A Publication
of Reliable Methods
for the Preparation
of Organic Compounds
Annual Volume
Org. Synth. 1966, 46, 101
DOI: 10.15227/orgsyn.046.0101
[2-Oxo-1, 2H-pyrane-]
Submitted by Howard E. Zimmerman, Gary L. Grunewald, and Robert M. Paufler1.
Checked by E. J. Corey, W. H. Pirkle, and M. J. Haddadin.
1. Procedure
(Note 1)
A 37.5-g. (0.266-mole) sample of coumalic acid (Note 2) is placed in a 30 × 10 cm. cylindrical flask attached horizontally to a 55 × 3 cm. oven-heated Vycor tube (Note 3) loosely packed with 20 g. of fine copper turnings (Note 4). Following the Vycor tube successively are two ice-cooled 50-ml. receivers and a dry ice trap. The latter is connected to an efficient vacuum pump (Note 5). The system is evacuated, and the Vycor tube is heated to 650–670°. Then the flask containing the coumalic acid is heated with a nichrome wound heating jacket to 180°, and the temperature is allowed to rise slowly to 215°. During this time coumalic acid sublimes into the Vycor tube and α-pyrone distills into the ice-cooled receivers. The pressure is held below 5 mm. (Note 6). The yield of pale yellow crude material is 18–19.3 g. (70–75%). Distillation affords 16.9–18 g. (66–70%) of colorless oily α-pyrone. b.p. 110° (26 mm.), n25D 1.5270.
2. Notes
1. Since this procedure was checked, a method1 has been developed which uses a vertical arrangement of the oven together with a powder sifter placed above the oven. This allows the use of less pure starting material but with reduced yields. Also, it allows more rapid throughput. It is required that the top portion of the tube be filled with porcelain Berl saddles onto which the powder is sifted. The saddles then pick up any tarry residue which might clog the pyrolysis tube.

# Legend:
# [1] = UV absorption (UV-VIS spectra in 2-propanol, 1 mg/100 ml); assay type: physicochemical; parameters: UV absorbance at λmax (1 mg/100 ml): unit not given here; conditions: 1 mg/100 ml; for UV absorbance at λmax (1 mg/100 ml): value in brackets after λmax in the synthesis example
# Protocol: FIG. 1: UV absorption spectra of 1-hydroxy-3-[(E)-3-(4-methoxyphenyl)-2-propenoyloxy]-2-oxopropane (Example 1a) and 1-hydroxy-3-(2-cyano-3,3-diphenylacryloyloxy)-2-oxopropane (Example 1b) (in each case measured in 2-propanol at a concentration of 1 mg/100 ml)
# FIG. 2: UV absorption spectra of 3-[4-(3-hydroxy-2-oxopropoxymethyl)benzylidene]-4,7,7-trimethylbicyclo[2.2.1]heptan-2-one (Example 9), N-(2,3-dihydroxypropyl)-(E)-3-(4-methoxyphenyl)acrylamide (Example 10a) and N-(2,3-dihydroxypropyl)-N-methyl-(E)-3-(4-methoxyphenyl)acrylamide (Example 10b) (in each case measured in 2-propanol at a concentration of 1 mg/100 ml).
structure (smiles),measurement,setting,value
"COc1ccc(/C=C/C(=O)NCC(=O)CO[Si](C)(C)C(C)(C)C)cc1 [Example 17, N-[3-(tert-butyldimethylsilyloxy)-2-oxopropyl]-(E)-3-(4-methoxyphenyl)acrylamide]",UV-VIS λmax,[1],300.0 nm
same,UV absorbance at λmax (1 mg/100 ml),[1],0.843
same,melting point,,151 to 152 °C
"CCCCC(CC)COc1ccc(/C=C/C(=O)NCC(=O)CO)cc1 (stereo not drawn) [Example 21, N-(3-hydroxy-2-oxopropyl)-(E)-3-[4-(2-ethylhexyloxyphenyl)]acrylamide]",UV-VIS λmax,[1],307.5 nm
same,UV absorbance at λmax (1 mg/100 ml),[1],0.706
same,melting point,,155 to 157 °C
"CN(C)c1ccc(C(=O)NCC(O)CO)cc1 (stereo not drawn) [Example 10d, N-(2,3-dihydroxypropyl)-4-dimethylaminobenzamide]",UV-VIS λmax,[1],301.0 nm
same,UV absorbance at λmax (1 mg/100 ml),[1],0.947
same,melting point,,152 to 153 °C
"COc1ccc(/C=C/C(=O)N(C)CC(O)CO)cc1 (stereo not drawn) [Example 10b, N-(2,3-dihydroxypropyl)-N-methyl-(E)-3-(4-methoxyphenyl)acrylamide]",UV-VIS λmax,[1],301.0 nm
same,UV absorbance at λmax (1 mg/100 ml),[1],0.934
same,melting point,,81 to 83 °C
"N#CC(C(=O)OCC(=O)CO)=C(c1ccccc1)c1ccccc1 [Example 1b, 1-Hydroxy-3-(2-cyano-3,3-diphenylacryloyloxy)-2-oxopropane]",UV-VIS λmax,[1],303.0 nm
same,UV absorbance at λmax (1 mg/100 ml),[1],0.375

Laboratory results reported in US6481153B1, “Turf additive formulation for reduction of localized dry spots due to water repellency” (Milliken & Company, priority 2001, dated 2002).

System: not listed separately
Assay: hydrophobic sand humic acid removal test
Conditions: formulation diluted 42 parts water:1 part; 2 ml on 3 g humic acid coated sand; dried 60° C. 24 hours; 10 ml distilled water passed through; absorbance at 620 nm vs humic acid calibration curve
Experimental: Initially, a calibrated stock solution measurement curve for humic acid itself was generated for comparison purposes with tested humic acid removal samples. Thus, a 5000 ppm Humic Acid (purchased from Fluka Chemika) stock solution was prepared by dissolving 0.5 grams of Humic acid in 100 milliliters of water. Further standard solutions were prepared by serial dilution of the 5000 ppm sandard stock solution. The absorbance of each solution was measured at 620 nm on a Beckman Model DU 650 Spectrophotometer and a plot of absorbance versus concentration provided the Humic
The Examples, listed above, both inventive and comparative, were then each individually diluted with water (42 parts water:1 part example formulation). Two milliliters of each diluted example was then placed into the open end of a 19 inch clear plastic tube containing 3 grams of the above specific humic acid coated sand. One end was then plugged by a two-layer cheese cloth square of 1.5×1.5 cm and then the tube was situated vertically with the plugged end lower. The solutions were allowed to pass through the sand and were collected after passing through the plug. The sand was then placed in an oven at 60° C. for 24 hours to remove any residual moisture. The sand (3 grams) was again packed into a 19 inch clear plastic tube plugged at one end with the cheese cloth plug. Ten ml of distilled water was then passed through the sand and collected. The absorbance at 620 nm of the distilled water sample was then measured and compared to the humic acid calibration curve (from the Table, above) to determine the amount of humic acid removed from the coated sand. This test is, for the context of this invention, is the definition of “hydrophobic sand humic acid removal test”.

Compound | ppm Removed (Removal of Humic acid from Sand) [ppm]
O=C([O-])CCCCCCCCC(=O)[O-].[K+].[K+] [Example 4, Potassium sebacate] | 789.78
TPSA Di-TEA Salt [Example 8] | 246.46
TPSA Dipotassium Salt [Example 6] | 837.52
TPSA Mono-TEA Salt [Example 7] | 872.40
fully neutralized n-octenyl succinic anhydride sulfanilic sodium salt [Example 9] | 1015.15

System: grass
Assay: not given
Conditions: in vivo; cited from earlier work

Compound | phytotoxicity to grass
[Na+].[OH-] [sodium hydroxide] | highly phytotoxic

2. Coumalic acid, m.p. 206–209°, was prepared by the method of Wiley and Smith2 and recrystallized from methanol as described. Starting material prepared in this way still contains impurities but is satisfactory for the preparation of α-pyrone. A purer grade of colorless coumalic acid, m.p. 206–208.5°, may be obtained by further recrystallization and a subsequent sublimation at 180–190° (0.5 mm.) (Precision Glass Macro Sublimator No. JM7410), and its use leads to higher yields of α-pyrone (80–85%) by the procedure given here. However, the losses of coumalic acid incurred in the purification (about 50%) and the time involved render this modification unprofitable. On the other hand, when unrecrystallized coumalic acid is used, the yields are generally somewhat lower (60–65%) and the results are slightly more variable.
3. The following apparatus was used by the submitters. The furnace was a Lindberg Model CF-1R High Temperature Combustion Furnace (Fisher Scientific Co. Catalog No. 10-467-1; E. H. Sargent Co. Catalog No. S-35955). This furnace has a hot zone of 8 3/4; in. and a maximum temperature of 1450°C. Because of the short heating length, the Vycor tube was packed with copper turnings over its entire length to prevent condensation of coumalic acid in the cooler parts of the tube. Glass wool insulation was used at both ends of the furnace to prevent heat loss.
The heater used for the sublimation vessel was made from a length of 15-cm. Pyrex tubing. The tube was covered partially with moistened asbestos fiber strips (ca. 1 mm. thick) which remain in place when dry. The tube was only partially covered with asbestos to allow visual inspection of the sublimation vessel. A sufficient length of nichrome wire (depending on the resistance of the wire) was wound over the asbestos base, and more asbestos was added over that already in place to hold the wire loops apart. During use, the open end was well stuffed with glass wool.